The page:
Throughout the novel The Remains of the Day, author Kazuo Ishiguro uses the theme of dignity to question certain aspects of British upper-class society.
In Stevens's mind, what distinguishes a great butler from just an efficient butler is dignity. The term dignity can be defined as expressing self-respect and demonstrating an essence of nobility and worthiness despite the actual status of servanthood. In recollecting his father's behavior, Stevens is able to define his own understanding of dignity. Stevens describes his father one day of having made the mistake of driving guests of his employer at the time, Mr. John Silvers, to the wrong village. The drunken responses of Mr. Smith and Mr. Jones had been to insult Stevens's father for his mistake, but his father had remained perfectly composed and courteous. Stevens further describes that his father had "continued to drive with an expression balanced perfectly between personal dignity and readiness to oblige" (p. 38). Stevens further relays that when the drunken guests next turned to insulting the employer, Mr. Silvers, out of a sense of duty to his employer, Stevens's father had stopped the car and held the door open, inviting them to leave the car until they finally apologized.
Due to this story about his father, Stevens has looked to his father as a role model all his life. Having been guided by his father's actions, Stevens sees a butler's role is to feel a sense of devotion to serve while also maintaining an air of self-worth. However, sadly, as author Ishiguro shows, Stevens takes this understanding of the need to display dignity a bit too far.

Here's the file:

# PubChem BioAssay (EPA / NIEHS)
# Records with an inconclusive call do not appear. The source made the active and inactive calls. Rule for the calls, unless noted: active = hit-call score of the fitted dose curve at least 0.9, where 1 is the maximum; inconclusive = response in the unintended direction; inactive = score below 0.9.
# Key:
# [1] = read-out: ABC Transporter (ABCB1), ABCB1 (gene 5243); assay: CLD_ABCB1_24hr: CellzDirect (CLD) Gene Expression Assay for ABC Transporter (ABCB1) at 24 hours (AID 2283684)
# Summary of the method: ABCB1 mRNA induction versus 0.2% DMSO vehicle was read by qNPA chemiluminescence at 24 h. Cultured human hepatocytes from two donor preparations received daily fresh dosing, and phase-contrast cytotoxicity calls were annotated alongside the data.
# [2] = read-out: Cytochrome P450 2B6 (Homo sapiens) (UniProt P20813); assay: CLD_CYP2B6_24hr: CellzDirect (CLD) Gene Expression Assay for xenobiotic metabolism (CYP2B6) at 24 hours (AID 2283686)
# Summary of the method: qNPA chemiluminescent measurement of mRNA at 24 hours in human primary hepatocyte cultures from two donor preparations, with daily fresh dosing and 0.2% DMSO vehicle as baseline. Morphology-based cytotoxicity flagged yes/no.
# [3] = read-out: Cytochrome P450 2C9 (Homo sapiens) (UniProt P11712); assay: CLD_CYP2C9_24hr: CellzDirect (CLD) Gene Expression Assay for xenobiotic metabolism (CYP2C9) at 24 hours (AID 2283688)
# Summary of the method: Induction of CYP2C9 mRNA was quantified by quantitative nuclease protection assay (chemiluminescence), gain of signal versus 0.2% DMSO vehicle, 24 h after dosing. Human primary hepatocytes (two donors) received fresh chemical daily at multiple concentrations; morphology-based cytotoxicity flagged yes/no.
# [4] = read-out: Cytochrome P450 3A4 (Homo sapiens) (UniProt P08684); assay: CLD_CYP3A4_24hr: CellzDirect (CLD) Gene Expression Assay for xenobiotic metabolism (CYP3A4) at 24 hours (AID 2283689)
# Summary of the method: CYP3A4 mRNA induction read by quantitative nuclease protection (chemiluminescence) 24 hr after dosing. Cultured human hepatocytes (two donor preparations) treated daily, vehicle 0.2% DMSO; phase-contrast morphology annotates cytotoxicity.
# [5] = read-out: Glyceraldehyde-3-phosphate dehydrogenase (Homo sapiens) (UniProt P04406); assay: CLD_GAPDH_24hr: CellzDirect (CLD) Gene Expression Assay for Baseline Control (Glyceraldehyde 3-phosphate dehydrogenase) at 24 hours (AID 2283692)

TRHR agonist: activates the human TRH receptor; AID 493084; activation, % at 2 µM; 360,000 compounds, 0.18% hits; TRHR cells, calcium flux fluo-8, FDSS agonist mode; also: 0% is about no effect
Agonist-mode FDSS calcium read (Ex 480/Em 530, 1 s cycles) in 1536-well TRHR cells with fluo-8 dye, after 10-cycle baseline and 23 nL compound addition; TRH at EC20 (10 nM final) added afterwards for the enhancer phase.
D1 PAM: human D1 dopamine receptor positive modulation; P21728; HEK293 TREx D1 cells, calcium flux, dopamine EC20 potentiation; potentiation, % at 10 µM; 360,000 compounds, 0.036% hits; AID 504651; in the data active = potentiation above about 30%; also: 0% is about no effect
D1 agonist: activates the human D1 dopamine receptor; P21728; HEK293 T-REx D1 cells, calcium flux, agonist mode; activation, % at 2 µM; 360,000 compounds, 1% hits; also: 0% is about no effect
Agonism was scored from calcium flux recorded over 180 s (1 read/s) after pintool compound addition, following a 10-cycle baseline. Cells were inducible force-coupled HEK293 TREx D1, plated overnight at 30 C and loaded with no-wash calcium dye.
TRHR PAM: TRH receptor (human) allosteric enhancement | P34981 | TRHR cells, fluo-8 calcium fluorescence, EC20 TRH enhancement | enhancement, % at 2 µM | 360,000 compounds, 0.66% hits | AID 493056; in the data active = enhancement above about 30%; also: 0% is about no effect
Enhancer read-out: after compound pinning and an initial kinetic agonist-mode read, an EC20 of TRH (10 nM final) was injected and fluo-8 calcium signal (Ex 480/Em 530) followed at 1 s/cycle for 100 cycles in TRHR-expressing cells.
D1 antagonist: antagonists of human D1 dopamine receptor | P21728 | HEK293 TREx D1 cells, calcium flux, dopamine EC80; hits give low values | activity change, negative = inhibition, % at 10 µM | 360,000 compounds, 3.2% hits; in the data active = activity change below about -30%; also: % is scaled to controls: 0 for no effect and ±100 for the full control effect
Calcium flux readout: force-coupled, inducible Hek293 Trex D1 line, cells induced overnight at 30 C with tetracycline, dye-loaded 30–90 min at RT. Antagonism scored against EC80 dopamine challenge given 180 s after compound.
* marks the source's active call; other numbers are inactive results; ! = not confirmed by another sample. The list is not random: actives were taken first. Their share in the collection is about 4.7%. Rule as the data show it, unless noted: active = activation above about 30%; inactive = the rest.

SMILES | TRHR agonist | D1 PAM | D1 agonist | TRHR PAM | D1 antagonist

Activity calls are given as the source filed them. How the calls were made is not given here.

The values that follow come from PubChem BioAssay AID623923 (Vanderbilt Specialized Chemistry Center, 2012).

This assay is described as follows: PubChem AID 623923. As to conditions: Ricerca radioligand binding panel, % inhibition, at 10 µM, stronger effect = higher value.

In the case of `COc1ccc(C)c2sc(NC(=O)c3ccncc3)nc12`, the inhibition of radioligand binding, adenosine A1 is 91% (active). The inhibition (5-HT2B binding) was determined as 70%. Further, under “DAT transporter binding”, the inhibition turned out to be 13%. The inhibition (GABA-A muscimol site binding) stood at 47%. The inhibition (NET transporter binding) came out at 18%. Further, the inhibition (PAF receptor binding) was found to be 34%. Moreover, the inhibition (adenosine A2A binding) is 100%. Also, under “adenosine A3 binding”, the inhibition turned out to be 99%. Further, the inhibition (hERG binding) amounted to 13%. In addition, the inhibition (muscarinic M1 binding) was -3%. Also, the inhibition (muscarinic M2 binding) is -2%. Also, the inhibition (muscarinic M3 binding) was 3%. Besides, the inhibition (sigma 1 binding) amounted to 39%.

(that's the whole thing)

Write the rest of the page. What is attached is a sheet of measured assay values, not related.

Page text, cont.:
A second theme in the novel that goes hand in hand with the theme of dignity concerns the belief that a person literally becomes the job he/she performs. In Stevens case, Stevens was fully a butler every single waking moment of his life, and being a butler in his mind required an unshaken display of dignity. Hence, Stevens displayed dignity when he was told his father's illness was taking a turn for the worse; he displayed dignity even when he was told his father had passed away; and he let his opinion he needed to display dignity overrule his feelings for Miss Kenton. To display dignity, he refused to let himself express any personal emotion, including grief and love.
However, sadly, by the end of the novel, he realizes that his pursuit of dignity and his unquestioning servitude to his employer were really completely worthless, and author Ishiguro uses Stevens's self-realization to question the role of servitude in British upper-class society.